Louisiana's 2004 hurricane season 'was the worst in decades.' Will Bunch of the Philadelphia Daily News writes. 'In spite of that,' Bunch continues, 'the federal government came back this spring with the steepest reduction in hurricane and flood-control funding for New Orleans in history. Because of the proposed cuts, the Corps office there imposed a hiring freeze. Officials said that money targeted for the SELA project -- $10.4 million, down from $36.5 million -- was not enough to start any new jobs.'
Among the most pressing projects was work on the levee next to New Orleans' 17th Street Canal, site of the largest and most destructive breach by Lake Pontchartrain on Monday, August 29; this urgent project was quit in July 2005, one month before Katrina struck, due to lack of funds .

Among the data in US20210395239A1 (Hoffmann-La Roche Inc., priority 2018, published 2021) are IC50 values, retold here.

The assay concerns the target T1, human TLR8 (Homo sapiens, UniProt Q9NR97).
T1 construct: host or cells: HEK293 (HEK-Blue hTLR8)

Increasing and Insuring Destruction and Death
' "A hurricane is a classic act of nature, an act of God. You can't stop it. What we can do
and what we have done is get ourselves to the utmost level of preparedness." '
Michael Chertoff, Secretary of the U. S. Department of Homeland Security, in the
British/American Financial Times, 9/2/05
"They haven't done nuttin'!"
--Malik Rahim, former Black Panther and current Green Party candidate for Mayor of
New Orleans, born and raised in that city, talking over the phone on 9/2/05.
What can explain the murderous neglect that remains obvious in New Orleans today, Friday, September 2, 2005, one week after the storm that would become known and feared as Hurricane
Katrina began to swell and launch itself toward southeast Louisiana? Why do National Guard
trucks continue to cruise past the thousands stuck at the Superdome and Convention Center?
Why do patients literally rot inside 90+-degree heat of hospitals? Why are stacks of cases of